Hus and I have celebrated 9 New Years together, in 9 different ways. This year we decided to welcome 2016 like we were still 21. Where it will be noisy and crowded! Forgetting that we are not 21 anymore. 😀
We had a great time in Vegas few years back, so we decided to make a trip to Macau, the Las Vegas of Asia. Legend has it that it is where you see grown men cry.
Since we were still in Guangzhou, we decided to travel to Macau by land, which was also the cheapest and fastest way to get there. We booked in advance for the 7:30 am bus that leaves from the Garden Hotel. It was an easy 10 minute walk from our hotel. One way tickets were 65 yuan per person and you get dropped off at the Gongbei Port in Zhuhai.
Everything went well that morning: the bus left at exactly 7:30 am; the bus seats were very comfortable; and and there was no traffic at all so as they estimated, we were at Zhuhai in 2 hours. We got off at the Gongbei Port and walked to Immigration to have our passports stamped for our China exit.
Surprisingly, the line in Immigration was not long considering that it was day 1 of the 3-day holiday. In less than 10 minutes, we were walking along with the crowd, hoping that we were following the right crowd towards the Macau entry point.
It was turning out to be an amazing morning! We get to the Macau Immigration and finished in less than 5 minutes.
The guy in the checkered long sleeves is very engrossed with what he is doing. I took 4 shots, he was doing the same thing in all of them.
He left me no choice.
Once outside the port, we set out to look for the buses. We had to go to the Terminal Maritimo to pick up our “hop on hop off bus tickets” for tomorrow. When we got to the bus station, we found out that the bus only takes coins, and at that moment we had nada. Marco left to look for change, while I stood in line eating my sliced apple. One of the bus drivers, an old man, came up to me and sticks his hand out asking for a slice. I smile and hand him one. The Chinese man says “Thank you,” the Filipina girl says “Bu keqi” (you are welcome). Interesting..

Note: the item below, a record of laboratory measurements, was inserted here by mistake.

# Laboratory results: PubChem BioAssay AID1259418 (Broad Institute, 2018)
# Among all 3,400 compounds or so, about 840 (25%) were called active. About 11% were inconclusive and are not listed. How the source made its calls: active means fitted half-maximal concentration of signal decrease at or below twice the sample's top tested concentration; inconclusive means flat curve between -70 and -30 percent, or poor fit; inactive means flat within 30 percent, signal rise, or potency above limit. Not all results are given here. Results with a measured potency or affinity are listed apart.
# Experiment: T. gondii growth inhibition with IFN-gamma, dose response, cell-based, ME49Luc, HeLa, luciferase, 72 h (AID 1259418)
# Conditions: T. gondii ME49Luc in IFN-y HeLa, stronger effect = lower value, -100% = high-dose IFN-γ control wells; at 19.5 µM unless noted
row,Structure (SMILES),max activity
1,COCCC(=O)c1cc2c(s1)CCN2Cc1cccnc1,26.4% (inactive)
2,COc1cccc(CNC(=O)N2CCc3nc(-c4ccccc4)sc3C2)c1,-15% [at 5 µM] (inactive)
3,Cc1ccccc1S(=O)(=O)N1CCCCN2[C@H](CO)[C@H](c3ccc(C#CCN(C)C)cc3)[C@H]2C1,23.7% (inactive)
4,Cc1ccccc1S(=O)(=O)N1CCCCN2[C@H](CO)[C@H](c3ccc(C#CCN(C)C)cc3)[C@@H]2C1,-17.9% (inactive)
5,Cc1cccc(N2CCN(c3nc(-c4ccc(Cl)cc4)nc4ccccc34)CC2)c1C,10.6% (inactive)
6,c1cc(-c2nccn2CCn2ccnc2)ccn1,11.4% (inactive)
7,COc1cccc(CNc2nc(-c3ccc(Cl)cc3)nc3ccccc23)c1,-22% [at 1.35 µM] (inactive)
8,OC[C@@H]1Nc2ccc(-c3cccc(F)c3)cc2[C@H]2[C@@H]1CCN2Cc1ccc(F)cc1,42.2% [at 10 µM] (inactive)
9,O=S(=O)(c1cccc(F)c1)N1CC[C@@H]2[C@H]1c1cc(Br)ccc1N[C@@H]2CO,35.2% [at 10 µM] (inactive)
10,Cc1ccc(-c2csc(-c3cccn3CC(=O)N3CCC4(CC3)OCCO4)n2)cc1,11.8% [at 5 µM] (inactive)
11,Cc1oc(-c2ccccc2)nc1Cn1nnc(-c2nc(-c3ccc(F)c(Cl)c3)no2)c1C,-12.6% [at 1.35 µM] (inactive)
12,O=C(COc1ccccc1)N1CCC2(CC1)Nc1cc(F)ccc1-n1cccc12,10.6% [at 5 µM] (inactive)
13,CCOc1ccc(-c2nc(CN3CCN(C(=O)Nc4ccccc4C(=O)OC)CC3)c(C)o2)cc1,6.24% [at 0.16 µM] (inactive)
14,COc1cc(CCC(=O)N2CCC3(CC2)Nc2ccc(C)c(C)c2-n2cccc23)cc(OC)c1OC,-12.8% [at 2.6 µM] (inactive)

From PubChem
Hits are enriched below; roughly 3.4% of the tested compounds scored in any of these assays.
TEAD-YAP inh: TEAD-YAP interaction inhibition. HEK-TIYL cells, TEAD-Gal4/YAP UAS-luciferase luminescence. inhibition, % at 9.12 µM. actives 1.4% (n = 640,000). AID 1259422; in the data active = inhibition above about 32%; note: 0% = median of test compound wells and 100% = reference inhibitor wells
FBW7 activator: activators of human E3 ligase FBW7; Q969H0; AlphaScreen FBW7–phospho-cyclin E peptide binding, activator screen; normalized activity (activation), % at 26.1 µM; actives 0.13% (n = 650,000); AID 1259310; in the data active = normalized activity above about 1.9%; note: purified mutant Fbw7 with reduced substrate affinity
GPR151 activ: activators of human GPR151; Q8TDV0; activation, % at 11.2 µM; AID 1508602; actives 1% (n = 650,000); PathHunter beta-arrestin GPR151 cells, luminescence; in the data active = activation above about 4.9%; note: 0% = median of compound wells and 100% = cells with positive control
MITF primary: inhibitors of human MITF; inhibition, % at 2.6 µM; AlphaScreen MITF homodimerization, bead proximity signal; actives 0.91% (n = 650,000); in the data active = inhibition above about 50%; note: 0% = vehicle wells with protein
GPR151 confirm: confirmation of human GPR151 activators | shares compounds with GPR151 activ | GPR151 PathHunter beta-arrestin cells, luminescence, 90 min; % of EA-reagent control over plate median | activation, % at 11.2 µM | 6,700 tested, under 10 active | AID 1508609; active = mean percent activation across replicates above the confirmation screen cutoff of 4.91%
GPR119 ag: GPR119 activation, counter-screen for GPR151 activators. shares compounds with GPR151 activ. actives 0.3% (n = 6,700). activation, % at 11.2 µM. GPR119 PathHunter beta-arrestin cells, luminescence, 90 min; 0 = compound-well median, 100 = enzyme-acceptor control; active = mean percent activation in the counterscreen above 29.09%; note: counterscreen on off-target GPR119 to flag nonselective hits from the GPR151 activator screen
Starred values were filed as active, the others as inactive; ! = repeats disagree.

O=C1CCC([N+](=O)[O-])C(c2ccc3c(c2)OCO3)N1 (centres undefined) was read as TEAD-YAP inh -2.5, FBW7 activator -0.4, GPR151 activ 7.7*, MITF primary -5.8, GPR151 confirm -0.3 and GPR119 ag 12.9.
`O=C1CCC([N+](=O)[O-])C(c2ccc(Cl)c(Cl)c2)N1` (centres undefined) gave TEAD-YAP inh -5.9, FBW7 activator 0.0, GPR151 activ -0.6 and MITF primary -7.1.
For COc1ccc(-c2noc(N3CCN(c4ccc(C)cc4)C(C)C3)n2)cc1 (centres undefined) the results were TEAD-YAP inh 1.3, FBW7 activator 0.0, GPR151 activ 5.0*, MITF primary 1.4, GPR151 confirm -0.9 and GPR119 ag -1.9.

After our errand, we took the bus to Senado Square for our air bnb meet up. While waiting, we saw a bunch of people lining up to buy Portuguese egg tarts. OF COURSE, we got in line too and Marco tried one. He said it tasted reallllllyyyyy good!
At 12 noon, the owner of the apartment arrived at Senado Square and we headed to his place. Marco and I napped and by 4:30 pm, we started making our way towards the Macau Tower.
It was a scenic walk towards the Macau Tower. We walked along the Nam Van Lake which is a man made lake, 1 of the 2 they have in Macau. We had a good view of the tower, the Wynn hotel and the Grand Lisboa.
The Macau tower is open weekdays from 10 am – 9 pm and on weekends 9 am – 9 pm. We paid MOP 135 per person to go up the tower observation deck. www.macautower.com.mo
From the tower, we took a taxi to The Venetian Hotel for our New Year’s Eve buffet dinner. Marco wanted to take the bus which was going to stop directly in front of the Venetian, but would take us about 16 stops to get there. I was not up for this and so I insisted that we just grab a taxi because it wasn’t that far anyway, 5.3 km. In my head I was thinking, what’s 30 mop right.
We’ll, we’ll, we’ll. That meter was damnnnnn cray cray!